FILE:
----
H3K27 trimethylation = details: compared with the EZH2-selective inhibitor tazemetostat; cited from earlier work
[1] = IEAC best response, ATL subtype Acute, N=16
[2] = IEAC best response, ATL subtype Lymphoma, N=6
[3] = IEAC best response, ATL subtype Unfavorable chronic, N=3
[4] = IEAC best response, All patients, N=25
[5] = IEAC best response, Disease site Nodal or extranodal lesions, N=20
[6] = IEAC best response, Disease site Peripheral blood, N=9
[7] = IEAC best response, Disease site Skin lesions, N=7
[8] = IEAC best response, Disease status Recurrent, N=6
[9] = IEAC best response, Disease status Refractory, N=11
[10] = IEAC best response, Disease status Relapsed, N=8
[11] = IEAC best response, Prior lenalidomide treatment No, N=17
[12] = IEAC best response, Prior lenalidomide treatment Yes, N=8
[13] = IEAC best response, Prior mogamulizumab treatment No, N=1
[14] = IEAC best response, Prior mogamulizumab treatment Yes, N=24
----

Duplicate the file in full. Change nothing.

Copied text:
H3K27 trimethylation = details: compared with the EZH2-selective inhibitor tazemetostat; cited from earlier work
[1] = IEAC best response, ATL subtype Acute, N=16
[2] = IEAC best response, ATL subtype Lymphoma, N=6
[3] = IEAC best response, ATL subtype Unfavorable chronic, N=3
[4] = IEAC best response, All patients, N=25
[5] = IEAC best response, Disease site Nodal or extranodal lesions, N=20
[6] = IEAC best response, Disease site Peripheral blood, N=9
[7] = IEAC best response, Disease site Skin lesions, N=7
[8] = IEAC best response, Disease status Recurrent, N=6
[9] = IEAC best response, Disease status Refractory, N=11
[10] = IEAC best response, Disease status Relapsed, N=8
[11] = IEAC best response, Prior lenalidomide treatment No, N=17
[12] = IEAC best response, Prior lenalidomide treatment Yes, N=8
[13] = IEAC best response, Prior mogamulizumab treatment No, N=1
[14] = IEAC best response, Prior mogamulizumab treatment Yes, N=24